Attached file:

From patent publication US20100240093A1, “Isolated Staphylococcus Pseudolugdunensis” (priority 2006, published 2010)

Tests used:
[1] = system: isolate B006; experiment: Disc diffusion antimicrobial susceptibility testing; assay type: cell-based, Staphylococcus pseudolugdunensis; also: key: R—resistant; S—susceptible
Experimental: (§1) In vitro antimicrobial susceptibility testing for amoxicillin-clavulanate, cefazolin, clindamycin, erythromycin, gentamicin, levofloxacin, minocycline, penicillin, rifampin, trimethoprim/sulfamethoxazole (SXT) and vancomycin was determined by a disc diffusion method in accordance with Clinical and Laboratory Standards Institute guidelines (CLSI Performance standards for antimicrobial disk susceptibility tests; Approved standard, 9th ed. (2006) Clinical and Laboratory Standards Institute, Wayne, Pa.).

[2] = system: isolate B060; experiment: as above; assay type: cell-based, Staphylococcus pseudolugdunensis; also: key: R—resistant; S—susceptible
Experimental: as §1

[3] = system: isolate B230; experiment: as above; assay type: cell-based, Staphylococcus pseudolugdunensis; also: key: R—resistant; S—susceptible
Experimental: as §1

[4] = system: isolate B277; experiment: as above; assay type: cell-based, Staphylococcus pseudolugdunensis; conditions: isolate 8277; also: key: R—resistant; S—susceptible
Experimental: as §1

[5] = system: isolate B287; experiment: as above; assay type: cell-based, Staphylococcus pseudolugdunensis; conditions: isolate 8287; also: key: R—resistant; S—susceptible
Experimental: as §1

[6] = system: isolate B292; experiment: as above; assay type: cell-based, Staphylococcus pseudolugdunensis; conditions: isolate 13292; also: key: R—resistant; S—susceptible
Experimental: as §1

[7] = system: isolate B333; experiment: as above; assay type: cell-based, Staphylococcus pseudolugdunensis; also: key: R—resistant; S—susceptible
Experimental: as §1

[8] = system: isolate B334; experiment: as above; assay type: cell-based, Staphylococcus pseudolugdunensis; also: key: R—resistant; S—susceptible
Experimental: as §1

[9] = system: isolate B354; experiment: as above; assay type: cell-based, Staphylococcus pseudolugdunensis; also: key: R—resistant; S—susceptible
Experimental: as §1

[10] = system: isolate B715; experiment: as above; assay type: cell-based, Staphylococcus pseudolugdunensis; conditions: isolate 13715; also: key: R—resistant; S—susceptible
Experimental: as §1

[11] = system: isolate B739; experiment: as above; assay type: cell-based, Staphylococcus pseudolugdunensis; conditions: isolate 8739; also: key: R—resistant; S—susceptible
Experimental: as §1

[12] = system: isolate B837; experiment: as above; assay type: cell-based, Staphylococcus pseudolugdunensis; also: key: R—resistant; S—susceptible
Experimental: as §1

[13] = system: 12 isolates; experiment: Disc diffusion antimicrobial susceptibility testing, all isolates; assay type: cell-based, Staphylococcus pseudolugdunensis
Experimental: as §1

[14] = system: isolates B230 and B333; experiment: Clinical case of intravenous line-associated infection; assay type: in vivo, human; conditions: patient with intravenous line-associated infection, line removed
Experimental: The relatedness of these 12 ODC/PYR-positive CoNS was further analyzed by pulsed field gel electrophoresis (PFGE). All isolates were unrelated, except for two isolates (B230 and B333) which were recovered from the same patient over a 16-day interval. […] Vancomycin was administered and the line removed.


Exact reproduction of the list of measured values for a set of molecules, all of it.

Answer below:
From patent publication US20100240093A1, “Isolated Staphylococcus Pseudolugdunensis” (priority 2006, published 2010)

Tests used:
[1] = system: isolate B006; experiment: Disc diffusion antimicrobial susceptibility testing; assay type: cell-based, Staphylococcus pseudolugdunensis; also: key: R—resistant; S—susceptible
Experimental: (§1) In vitro antimicrobial susceptibility testing for amoxicillin-clavulanate, cefazolin, clindamycin, erythromycin, gentamicin, levofloxacin, minocycline, penicillin, rifampin, trimethoprim/sulfamethoxazole (SXT) and vancomycin was determined by a disc diffusion method in accordance with Clinical and Laboratory Standards Institute guidelines (CLSI Performance standards for antimicrobial disk susceptibility tests; Approved standard, 9th ed. (2006) Clinical and Laboratory Standards Institute, Wayne, Pa.).

[2] = system: isolate B060; experiment: as above; assay type: cell-based, Staphylococcus pseudolugdunensis; also: key: R—resistant; S—susceptible
Experimental: as §1

[3] = system: isolate B230; experiment: as above; assay type: cell-based, Staphylococcus pseudolugdunensis; also: key: R—resistant; S—susceptible
Experimental: as §1

[4] = system: isolate B277; experiment: as above; assay type: cell-based, Staphylococcus pseudolugdunensis; conditions: isolate 8277; also: key: R—resistant; S—susceptible
Experimental: as §1

[5] = system: isolate B287; experiment: as above; assay type: cell-based, Staphylococcus pseudolugdunensis; conditions: isolate 8287; also: key: R—resistant; S—susceptible
Experimental: as §1

[6] = system: isolate B292; experiment: as above; assay type: cell-based, Staphylococcus pseudolugdunensis; conditions: isolate 13292; also: key: R—resistant; S—susceptible
Experimental: as §1

[7] = system: isolate B333; experiment: as above; assay type: cell-based, Staphylococcus pseudolugdunensis; also: key: R—resistant; S—susceptible
Experimental: as §1

[8] = system: isolate B334; experiment: as above; assay type: cell-based, Staphylococcus pseudolugdunensis; also: key: R—resistant; S—susceptible
Experimental: as §1

[9] = system: isolate B354; experiment: as above; assay type: cell-based, Staphylococcus pseudolugdunensis; also: key: R—resistant; S—susceptible
Experimental: as §1

[10] = system: isolate B715; experiment: as above; assay type: cell-based, Staphylococcus pseudolugdunensis; conditions: isolate 13715; also: key: R—resistant; S—susceptible
Experimental: as §1

[11] = system: isolate B739; experiment: as above; assay type: cell-based, Staphylococcus pseudolugdunensis; conditions: isolate 8739; also: key: R—resistant; S—susceptible
Experimental: as §1

[12] = system: isolate B837; experiment: as above; assay type: cell-based, Staphylococcus pseudolugdunensis; also: key: R—resistant; S—susceptible
Experimental: as §1

[13] = system: 12 isolates; experiment: Disc diffusion antimicrobial susceptibility testing, all isolates; assay type: cell-based, Staphylococcus pseudolugdunensis
Experimental: as §1

[14] = system: isolates B230 and B333; experiment: Clinical case of intravenous line-associated infection; assay type: in vivo, human; conditions: patient with intravenous line-associated infection, line removed
Experimental: The relatedness of these 12 ODC/PYR-positive CoNS was further analyzed by pulsed field gel electrophoresis (PFGE). All isolates were unrelated, except for two isolates (B230 and B333) which were recovered from the same patient over a 16-day interval. […] Vancomycin was administered and the line removed.